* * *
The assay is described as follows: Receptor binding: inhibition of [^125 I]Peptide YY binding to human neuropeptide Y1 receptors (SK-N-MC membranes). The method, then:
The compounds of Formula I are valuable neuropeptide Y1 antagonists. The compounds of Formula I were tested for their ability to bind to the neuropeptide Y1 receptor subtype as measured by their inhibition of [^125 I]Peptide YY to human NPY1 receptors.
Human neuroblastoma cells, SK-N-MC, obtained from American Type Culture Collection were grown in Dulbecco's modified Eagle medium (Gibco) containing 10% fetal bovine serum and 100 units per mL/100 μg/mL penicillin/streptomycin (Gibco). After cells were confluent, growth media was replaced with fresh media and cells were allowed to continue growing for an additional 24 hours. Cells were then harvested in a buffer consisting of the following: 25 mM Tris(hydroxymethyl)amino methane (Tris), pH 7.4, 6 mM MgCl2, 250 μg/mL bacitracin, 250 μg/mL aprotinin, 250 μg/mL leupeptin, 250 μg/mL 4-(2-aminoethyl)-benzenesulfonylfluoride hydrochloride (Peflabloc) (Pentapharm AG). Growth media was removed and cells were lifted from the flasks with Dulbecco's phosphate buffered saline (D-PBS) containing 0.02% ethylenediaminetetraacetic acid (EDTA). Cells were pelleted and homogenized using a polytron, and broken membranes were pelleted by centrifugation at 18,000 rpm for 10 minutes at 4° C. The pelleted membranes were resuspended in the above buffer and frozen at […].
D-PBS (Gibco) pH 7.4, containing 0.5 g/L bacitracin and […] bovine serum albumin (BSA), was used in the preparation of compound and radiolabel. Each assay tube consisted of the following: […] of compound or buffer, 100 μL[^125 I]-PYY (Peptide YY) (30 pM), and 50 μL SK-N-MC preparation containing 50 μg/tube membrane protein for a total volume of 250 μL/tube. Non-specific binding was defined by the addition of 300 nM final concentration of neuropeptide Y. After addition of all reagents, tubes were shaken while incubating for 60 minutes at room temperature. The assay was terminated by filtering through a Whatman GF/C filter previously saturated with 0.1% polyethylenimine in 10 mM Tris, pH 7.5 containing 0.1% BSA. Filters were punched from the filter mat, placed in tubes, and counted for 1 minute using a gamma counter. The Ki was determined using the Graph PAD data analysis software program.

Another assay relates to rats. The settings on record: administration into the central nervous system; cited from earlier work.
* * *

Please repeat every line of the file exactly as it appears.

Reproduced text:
The assay is described as follows: Receptor binding: inhibition of [^125 I]Peptide YY binding to human neuropeptide Y1 receptors (SK-N-MC membranes). The method, then:
The compounds of Formula I are valuable neuropeptide Y1 antagonists. The compounds of Formula I were tested for their ability to bind to the neuropeptide Y1 receptor subtype as measured by their inhibition of [^125 I]Peptide YY to human NPY1 receptors.
Human neuroblastoma cells, SK-N-MC, obtained from American Type Culture Collection were grown in Dulbecco's modified Eagle medium (Gibco) containing 10% fetal bovine serum and 100 units per mL/100 μg/mL penicillin/streptomycin (Gibco). After cells were confluent, growth media was replaced with fresh media and cells were allowed to continue growing for an additional 24 hours. Cells were then harvested in a buffer consisting of the following: 25 mM Tris(hydroxymethyl)amino methane (Tris), pH 7.4, 6 mM MgCl2, 250 μg/mL bacitracin, 250 μg/mL aprotinin, 250 μg/mL leupeptin, 250 μg/mL 4-(2-aminoethyl)-benzenesulfonylfluoride hydrochloride (Peflabloc) (Pentapharm AG). Growth media was removed and cells were lifted from the flasks with Dulbecco's phosphate buffered saline (D-PBS) containing 0.02% ethylenediaminetetraacetic acid (EDTA). Cells were pelleted and homogenized using a polytron, and broken membranes were pelleted by centrifugation at 18,000 rpm for 10 minutes at 4° C. The pelleted membranes were resuspended in the above buffer and frozen at […].
D-PBS (Gibco) pH 7.4, containing 0.5 g/L bacitracin and […] bovine serum albumin (BSA), was used in the preparation of compound and radiolabel. Each assay tube consisted of the following: […] of compound or buffer, 100 μL[^125 I]-PYY (Peptide YY) (30 pM), and 50 μL SK-N-MC preparation containing 50 μg/tube membrane protein for a total volume of 250 μL/tube. Non-specific binding was defined by the addition of 300 nM final concentration of neuropeptide Y. After addition of all reagents, tubes were shaken while incubating for 60 minutes at room temperature. The assay was terminated by filtering through a Whatman GF/C filter previously saturated with 0.1% polyethylenimine in 10 mM Tris, pH 7.5 containing 0.1% BSA. Filters were punched from the filter mat, placed in tubes, and counted for 1 minute using a gamma counter. The Ki was determined using the Graph PAD data analysis software program.

Another assay relates to rats. The settings on record: administration into the central nervous system; cited from earlier work.